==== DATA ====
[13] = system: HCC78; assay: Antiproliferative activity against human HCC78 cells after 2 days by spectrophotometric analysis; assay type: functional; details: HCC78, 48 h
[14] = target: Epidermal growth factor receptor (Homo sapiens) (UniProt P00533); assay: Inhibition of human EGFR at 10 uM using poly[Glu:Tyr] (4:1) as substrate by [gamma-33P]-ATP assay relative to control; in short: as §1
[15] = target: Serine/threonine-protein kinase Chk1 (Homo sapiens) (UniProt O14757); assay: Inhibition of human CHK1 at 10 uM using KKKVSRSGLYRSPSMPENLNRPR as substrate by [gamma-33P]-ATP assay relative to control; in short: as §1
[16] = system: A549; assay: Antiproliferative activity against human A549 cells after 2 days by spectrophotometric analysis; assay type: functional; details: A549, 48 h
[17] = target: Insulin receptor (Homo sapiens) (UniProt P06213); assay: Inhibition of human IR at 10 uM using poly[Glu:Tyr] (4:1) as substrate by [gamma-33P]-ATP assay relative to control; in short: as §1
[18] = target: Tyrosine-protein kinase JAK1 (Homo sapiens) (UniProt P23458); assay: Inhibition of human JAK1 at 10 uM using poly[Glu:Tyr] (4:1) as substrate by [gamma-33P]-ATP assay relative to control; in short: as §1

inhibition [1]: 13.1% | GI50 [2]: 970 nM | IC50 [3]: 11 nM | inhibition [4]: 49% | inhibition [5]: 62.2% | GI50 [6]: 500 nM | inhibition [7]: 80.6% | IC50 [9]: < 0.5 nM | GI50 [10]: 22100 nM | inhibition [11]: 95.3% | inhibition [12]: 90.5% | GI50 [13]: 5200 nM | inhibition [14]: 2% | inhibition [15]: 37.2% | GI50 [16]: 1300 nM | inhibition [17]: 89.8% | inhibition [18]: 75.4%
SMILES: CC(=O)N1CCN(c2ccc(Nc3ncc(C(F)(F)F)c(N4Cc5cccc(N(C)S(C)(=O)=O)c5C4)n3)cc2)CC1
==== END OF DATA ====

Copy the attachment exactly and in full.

[13] = system: HCC78; assay: Antiproliferative activity against human HCC78 cells after 2 days by spectrophotometric analysis; assay type: functional; details: HCC78, 48 h
[14] = target: Epidermal growth factor receptor (Homo sapiens) (UniProt P00533); assay: Inhibition of human EGFR at 10 uM using poly[Glu:Tyr] (4:1) as substrate by [gamma-33P]-ATP assay relative to control; in short: as §1
[15] = target: Serine/threonine-protein kinase Chk1 (Homo sapiens) (UniProt O14757); assay: Inhibition of human CHK1 at 10 uM using KKKVSRSGLYRSPSMPENLNRPR as substrate by [gamma-33P]-ATP assay relative to control; in short: as §1
[16] = system: A549; assay: Antiproliferative activity against human A549 cells after 2 days by spectrophotometric analysis; assay type: functional; details: A549, 48 h
[17] = target: Insulin receptor (Homo sapiens) (UniProt P06213); assay: Inhibition of human IR at 10 uM using poly[Glu:Tyr] (4:1) as substrate by [gamma-33P]-ATP assay relative to control; in short: as §1
[18] = target: Tyrosine-protein kinase JAK1 (Homo sapiens) (UniProt P23458); assay: Inhibition of human JAK1 at 10 uM using poly[Glu:Tyr] (4:1) as substrate by [gamma-33P]-ATP assay relative to control; in short: as §1

inhibition [1]: 13.1% | GI50 [2]: 970 nM | IC50 [3]: 11 nM | inhibition [4]: 49% | inhibition [5]: 62.2% | GI50 [6]: 500 nM | inhibition [7]: 80.6% | IC50 [9]: < 0.5 nM | GI50 [10]: 22100 nM | inhibition [11]: 95.3% | inhibition [12]: 90.5% | GI50 [13]: 5200 nM | inhibition [14]: 2% | inhibition [15]: 37.2% | GI50 [16]: 1300 nM | inhibition [17]: 89.8% | inhibition [18]: 75.4%
SMILES: CC(=O)N1CCN(c2ccc(Nc3ncc(C(F)(F)F)c(N4Cc5cccc(N(C)S(C)(=O)=O)c5C4)n3)cc2)CC1